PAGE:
Sprig is a contemporary serif type family with round, friendly details. Inspired by early versions of Cheltenham by Bertram Grosvenor Goodhue, Sprig began as a revival but over time grew away from its roots and into a more modern, geometric typeface. The type retains iconic details from Goodhue’s Cheltenham like the open counter g and round teardrop terminals, but has updated proportions to increase legibility and usability. A wide number of OpenType features provide access to special characters like swash caps, ligatures, and alternate glyphs.
Cheltenham was the world’s first full-fledged large type family, and Sprig follows in its footsteps. Drawn digitally with a rigorous attention to every detail, the type shines in all sizes and the wide range of weights allow for a wide breadth of expression without leaving the family. The Sprig collection also includes Sprig Sans, a friendly geometric grotesk typeface, with matching proportions and weights to its serif counterpart. All Faire Type typefaces are available as variable fonts, for maximum flexiblity and precision typesetting.
- Sprig Variable
- Weight 400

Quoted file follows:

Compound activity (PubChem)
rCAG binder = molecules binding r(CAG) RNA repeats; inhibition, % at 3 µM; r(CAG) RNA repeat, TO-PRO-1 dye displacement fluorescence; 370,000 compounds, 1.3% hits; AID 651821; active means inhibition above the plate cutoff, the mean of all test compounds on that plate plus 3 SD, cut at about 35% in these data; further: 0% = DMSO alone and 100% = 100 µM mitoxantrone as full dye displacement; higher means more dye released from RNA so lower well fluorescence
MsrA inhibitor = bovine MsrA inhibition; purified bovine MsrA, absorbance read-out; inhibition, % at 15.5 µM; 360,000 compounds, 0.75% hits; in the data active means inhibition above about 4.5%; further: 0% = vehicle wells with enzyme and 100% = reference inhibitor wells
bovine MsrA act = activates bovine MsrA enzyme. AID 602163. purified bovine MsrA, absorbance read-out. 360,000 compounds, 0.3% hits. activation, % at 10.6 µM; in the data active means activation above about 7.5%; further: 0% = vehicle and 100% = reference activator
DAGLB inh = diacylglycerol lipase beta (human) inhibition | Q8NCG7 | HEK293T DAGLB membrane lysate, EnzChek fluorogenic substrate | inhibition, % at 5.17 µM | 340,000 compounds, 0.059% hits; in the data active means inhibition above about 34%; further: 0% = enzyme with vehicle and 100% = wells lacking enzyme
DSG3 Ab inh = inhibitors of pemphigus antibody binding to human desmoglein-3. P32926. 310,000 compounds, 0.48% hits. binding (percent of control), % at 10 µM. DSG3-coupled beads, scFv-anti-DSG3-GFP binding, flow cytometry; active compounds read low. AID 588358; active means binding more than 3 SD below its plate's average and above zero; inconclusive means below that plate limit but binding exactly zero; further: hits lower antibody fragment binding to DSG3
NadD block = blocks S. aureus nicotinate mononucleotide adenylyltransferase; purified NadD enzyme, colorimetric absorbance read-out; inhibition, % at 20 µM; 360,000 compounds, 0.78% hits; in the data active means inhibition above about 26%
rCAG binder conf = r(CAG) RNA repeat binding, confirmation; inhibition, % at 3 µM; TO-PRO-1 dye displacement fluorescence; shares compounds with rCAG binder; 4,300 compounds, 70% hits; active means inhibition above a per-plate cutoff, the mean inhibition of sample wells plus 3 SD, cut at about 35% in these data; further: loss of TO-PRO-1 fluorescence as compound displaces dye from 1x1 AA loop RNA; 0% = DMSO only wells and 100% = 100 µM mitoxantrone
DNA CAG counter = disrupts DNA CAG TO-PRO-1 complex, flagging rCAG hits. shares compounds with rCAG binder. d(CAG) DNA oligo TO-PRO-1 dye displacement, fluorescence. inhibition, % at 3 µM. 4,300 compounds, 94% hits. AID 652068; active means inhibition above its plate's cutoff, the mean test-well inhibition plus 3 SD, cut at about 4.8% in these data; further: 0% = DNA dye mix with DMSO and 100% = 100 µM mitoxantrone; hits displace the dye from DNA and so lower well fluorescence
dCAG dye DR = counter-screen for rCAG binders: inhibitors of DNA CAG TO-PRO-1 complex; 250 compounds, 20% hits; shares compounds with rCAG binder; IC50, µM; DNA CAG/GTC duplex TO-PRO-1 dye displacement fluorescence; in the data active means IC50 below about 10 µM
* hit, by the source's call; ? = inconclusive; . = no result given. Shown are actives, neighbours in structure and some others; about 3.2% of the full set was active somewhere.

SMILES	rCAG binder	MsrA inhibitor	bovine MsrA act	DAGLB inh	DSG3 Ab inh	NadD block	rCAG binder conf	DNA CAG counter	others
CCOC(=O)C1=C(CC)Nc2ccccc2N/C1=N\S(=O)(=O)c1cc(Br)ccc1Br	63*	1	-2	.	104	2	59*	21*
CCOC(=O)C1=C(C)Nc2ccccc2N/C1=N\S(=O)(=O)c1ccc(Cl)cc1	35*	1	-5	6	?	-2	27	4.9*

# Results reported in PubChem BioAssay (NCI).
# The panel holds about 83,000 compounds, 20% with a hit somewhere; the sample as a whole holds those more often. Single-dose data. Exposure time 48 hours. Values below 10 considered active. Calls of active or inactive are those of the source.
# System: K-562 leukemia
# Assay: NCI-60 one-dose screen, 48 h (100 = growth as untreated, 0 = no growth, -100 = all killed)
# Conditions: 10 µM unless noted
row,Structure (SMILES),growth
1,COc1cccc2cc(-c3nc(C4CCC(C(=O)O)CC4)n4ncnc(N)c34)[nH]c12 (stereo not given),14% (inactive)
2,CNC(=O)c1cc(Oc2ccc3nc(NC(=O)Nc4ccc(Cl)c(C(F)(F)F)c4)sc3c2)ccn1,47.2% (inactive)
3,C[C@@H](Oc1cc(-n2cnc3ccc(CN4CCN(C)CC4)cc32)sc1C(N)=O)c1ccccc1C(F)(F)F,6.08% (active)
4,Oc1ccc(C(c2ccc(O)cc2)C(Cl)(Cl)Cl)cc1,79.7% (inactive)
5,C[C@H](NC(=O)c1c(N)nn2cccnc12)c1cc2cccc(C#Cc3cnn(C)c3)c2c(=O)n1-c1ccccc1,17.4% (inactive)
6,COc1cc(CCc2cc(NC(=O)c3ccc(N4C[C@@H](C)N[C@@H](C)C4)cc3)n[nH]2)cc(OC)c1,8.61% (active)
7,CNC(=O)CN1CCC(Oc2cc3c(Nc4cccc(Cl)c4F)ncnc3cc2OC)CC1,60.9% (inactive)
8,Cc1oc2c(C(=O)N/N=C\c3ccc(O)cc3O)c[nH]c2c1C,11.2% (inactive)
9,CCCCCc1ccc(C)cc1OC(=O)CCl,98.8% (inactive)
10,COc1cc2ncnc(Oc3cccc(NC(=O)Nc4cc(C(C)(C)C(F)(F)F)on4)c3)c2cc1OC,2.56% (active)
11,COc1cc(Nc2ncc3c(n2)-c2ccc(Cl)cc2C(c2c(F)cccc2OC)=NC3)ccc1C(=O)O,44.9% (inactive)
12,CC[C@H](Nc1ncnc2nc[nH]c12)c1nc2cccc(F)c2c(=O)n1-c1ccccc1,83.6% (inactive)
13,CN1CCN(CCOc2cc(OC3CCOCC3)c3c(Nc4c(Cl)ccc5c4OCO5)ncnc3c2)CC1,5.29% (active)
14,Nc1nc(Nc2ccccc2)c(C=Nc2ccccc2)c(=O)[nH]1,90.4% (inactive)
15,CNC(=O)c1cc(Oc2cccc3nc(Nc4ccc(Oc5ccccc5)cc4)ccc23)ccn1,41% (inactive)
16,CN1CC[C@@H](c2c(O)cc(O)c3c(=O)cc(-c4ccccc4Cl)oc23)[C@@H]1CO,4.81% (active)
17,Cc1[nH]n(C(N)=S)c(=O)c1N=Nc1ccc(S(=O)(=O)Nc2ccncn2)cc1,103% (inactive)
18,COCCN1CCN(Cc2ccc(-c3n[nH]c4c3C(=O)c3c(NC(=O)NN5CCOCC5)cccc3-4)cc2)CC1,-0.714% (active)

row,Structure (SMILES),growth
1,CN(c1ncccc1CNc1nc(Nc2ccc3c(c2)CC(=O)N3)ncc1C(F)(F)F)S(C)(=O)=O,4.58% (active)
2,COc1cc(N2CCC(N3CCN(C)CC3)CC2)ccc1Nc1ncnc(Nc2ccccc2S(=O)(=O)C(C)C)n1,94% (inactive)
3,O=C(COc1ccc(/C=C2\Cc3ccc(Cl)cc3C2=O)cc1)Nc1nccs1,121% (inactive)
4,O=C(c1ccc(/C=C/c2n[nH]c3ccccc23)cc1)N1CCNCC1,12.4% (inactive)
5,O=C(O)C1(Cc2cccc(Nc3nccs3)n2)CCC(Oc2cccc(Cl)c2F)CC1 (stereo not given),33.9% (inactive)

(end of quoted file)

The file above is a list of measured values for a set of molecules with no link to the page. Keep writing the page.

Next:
They always called it Magic and indeed it seemed like it in the months that followed—the wonderful months—the radiant months—the amazing ones. Oh! the things which happened in that garden! If you have never had a garden you cannot understand, and if you have had a garden you will know that it would take a whole book to describe all that came to pass there. At first it seemed that green things would never cease pushing their way through the earth, in the grass, in the beds, even in the crevices of the walls. Then the green things began to show buds and the buds began to unfurl and show color, every shade of blue, every shade of purple, every tint and hue of crimson. In its happy days flowers had been tucked away into every inch and hole and corner. Ben Weatherstaff had seen it done and had himself scraped out mortar from between the bricks of the wall and made pockets of earth for lovely clinging things to grow on. Iris and white lilies rose out of the grass in sheaves, and the green alcoves filled themselves with amazing armies of the blue and white flower lances of tall delphiniums or columbines or campanulas. “She was main fond o’ them—she was,” Ben Weatherstaff said. “She liked them things as was allus pointin’ up to th’ blue sky, she used to tell. Not as she was one o’ them as looked down on th’ earth—not her. She just loved it but she said as th’ blue sky allus looked so joyful.” The seeds Dickon and Mary had planted grew as if fairies had tended them. Satiny poppies of all tints danced in the breeze by the score, gaily defying flowers which had lived in the garden for years and which it might be confessed seemed rather to wonder how such new people had got there. And the roses—the roses!